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This is an unreasonable view. The law is not in confusion. The many cases each side puts forward can in the main be reconciled. In addition, the law of this case was settled on the first appeal, and we have no disposition to depart from or question the holding there made, that the case was not one to be determined on summary judgment and as matter of law, but to be heard as a fact case and determined by the trier upon and after hearing the facts. The law for this case having been thus settled by and in this court, it will serve no useful purpose for us to discuss and analyze the cited cases7 or to enter upon a general disquisition as to the applicable law, especially since we find ourselves in general agreement with the statement of it made by the district judge in his opinion. Now that, under the law of the case as laid down in this court on the former appeal, the case has been tried by the district judge and he has made findings, our function, and our sole function, is to carefully examine the record, the findings, and the attacks made upon them, and, in the light of that examination, determine whether, as claimed by appellants, the findings are, or as claimed by appellees, they are not, clearly erroneous.


We have made such a study of the findings and record, and, as a result thereof, we are of the clear opinion that the findings may not be set aside as clearly erroneous. Indeed, we are in no doubt that while there is evidence which would support findings to the contrary of those made, the record furnishes ample support for the findings and conclusions on which the judgment is based. We are of the opinion, though, that, in the interest of making assurance doubly sure that no confusion resulting in injury to plaintiffs will occur from the use of the name "Bama", the judgment should be modified by adding a requirement that defendants strike from their labels, wherever it appears, and cease and desist from the use of, the word "Brand". As so modified, the judgment will be affirmed.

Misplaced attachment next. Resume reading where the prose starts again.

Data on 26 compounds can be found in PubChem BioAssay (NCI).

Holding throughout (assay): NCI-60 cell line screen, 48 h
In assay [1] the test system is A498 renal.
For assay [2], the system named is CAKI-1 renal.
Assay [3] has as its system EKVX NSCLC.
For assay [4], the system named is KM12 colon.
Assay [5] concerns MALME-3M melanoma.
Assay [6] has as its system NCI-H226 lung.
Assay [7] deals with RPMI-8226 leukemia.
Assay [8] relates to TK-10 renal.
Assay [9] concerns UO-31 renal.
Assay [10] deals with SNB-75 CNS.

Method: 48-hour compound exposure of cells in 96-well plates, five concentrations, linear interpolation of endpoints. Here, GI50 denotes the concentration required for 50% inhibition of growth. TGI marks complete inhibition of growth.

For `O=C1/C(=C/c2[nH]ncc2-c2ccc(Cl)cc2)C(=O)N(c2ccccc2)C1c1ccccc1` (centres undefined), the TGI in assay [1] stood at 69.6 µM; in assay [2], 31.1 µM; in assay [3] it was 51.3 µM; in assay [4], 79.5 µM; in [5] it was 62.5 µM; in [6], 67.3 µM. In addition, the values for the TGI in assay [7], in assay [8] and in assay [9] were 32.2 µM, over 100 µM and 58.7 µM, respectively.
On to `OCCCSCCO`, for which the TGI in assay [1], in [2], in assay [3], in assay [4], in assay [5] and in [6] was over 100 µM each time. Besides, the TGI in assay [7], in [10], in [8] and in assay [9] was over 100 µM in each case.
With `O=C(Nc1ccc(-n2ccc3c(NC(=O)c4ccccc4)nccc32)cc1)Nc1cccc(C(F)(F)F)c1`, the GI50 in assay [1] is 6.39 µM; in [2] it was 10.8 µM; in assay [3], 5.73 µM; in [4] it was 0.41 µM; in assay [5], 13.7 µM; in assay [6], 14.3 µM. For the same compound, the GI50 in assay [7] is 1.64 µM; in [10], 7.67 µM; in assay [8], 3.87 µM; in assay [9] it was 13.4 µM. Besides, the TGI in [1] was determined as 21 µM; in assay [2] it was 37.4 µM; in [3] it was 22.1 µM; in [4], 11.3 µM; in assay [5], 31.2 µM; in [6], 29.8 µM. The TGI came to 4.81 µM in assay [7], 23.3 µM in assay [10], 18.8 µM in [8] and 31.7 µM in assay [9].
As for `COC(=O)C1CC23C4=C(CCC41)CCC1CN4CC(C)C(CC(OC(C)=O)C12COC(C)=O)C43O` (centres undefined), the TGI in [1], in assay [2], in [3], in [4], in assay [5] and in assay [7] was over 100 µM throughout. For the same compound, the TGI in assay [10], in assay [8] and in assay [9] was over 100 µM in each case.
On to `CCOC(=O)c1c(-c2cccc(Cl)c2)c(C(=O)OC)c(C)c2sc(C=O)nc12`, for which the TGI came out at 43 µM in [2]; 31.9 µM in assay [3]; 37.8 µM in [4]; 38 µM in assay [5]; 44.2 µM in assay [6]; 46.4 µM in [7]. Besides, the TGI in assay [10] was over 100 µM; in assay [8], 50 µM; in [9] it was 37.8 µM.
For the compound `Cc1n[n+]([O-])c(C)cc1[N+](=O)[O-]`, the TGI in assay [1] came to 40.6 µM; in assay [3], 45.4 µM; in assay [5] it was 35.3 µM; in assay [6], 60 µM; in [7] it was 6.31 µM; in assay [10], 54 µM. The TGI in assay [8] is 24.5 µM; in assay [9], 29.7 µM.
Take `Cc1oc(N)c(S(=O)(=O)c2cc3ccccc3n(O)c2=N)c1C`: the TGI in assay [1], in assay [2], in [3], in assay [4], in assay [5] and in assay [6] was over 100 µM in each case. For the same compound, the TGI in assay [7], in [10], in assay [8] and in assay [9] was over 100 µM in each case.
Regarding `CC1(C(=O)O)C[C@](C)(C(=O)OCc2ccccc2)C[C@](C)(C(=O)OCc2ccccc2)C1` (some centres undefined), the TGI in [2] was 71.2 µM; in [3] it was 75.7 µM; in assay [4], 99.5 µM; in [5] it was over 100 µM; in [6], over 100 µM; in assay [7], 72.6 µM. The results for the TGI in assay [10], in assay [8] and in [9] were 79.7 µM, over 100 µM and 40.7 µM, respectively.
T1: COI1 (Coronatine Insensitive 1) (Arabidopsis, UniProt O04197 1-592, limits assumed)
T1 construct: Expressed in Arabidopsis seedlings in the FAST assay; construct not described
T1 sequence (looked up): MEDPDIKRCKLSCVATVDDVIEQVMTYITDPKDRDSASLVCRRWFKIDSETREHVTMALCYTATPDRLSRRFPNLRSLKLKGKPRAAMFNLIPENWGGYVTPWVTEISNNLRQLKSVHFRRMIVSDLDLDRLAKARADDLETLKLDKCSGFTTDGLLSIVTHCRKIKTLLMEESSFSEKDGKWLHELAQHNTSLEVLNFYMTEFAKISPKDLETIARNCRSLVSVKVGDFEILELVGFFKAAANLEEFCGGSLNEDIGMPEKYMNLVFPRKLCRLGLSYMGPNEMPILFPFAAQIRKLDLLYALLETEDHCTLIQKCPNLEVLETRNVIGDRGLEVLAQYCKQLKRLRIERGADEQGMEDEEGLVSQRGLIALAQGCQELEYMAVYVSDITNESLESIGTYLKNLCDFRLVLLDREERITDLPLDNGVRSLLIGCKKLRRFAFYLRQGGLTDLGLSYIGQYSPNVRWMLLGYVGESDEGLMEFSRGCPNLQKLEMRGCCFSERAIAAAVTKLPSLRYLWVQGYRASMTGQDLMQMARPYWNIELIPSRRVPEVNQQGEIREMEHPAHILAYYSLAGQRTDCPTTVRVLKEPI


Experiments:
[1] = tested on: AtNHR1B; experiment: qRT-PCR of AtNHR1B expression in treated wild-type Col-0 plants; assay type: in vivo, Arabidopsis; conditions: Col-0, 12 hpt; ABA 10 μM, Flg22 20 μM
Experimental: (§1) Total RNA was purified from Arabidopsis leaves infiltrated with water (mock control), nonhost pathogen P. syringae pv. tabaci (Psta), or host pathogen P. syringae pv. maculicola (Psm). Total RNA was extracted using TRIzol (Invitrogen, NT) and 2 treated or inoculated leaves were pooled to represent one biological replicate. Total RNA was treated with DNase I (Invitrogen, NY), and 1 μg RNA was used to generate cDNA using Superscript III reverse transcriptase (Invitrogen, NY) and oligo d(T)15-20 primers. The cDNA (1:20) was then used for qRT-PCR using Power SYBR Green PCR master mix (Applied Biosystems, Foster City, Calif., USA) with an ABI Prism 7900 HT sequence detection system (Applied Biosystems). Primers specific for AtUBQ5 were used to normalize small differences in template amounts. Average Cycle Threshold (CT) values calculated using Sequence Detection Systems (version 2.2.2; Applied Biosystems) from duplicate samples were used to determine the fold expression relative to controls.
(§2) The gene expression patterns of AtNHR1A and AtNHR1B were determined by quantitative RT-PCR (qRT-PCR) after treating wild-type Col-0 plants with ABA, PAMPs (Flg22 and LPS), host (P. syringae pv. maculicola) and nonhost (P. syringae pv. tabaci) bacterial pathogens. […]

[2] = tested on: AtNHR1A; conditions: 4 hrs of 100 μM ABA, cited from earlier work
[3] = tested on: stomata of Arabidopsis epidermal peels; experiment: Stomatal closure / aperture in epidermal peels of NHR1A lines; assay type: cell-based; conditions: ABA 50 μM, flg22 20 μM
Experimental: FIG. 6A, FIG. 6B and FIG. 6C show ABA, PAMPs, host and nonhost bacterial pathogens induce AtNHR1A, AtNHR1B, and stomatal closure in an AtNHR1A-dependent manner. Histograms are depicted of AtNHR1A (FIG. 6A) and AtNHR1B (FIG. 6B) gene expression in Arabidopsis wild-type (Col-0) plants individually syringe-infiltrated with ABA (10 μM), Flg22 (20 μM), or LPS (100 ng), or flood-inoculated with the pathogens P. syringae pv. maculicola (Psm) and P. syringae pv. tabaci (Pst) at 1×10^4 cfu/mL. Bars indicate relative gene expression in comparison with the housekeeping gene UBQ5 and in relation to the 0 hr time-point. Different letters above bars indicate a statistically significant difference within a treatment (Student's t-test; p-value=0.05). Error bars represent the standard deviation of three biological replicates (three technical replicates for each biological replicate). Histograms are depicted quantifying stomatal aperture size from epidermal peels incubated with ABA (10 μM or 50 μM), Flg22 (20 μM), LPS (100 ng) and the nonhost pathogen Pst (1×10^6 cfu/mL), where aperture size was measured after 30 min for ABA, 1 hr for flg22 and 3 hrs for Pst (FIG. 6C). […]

Modified and affirmed.


1. As affirmative defenses the answer sets forth:

1. Lack of competition — plaintiffs being in the food-product business and defendants in the wine business.

2. That Bama is geographic in significance and that defendants are using it to indicate that their wine is made from Alabama blackberries.

3. That the defendants' labels are so different from plaintiffs' in color and appearance that there could and would be no confusion.

4. That Bama is the nickname of the State of Alabama and that plaintiffs have no right to its exclusive use.

5. The trade-mark Bama has been used to such an extent by others that it does not signify plaintiffs' products to the exclusion of others.

6. That the goods of the parties are of different descriptive properties.

2. Based upon Sec. 37 of the Lanham Act of 1946, 15 U.S.C.A. § 1119.

3. 88 F.Supp. 784.

4. 186 F.2d 215, 219.

5. 99 F.Supp. 970.

6. Cf. Pulitzer Pub. Co. v. Houston Printing Co., D.C., 4 F.2d 924, at page 927, where, after setting out the principles controlling cases of this kind, the court said of evidence that some confusion as to the paper existed in the news stands;

"Nor, in this decision, have I overlooked the testimony that some confusion exists in the news stands, which sometimes requires clearing up. Equity sits for substance, and not for shadow, and no chancellor could ever justify the issuance of its most gracious writ because of the testimony that in some instances confusion had resulted in the initial calling for a paper published in a different state under a different date line, having in every way a distinctive make-up, especially where the paper complaining was claiming a right to exclude another from a field which it had itself had not occupied. These incidents are the very straws, and straws are chaff, and while, in the popular adage, straws may `show the way the wind blows,' equity has never yet issued its writ to protect either a straw man or a house of straw, for equity saves the wheat and fans the straw." Affirmed 11 F.2d 834, 836.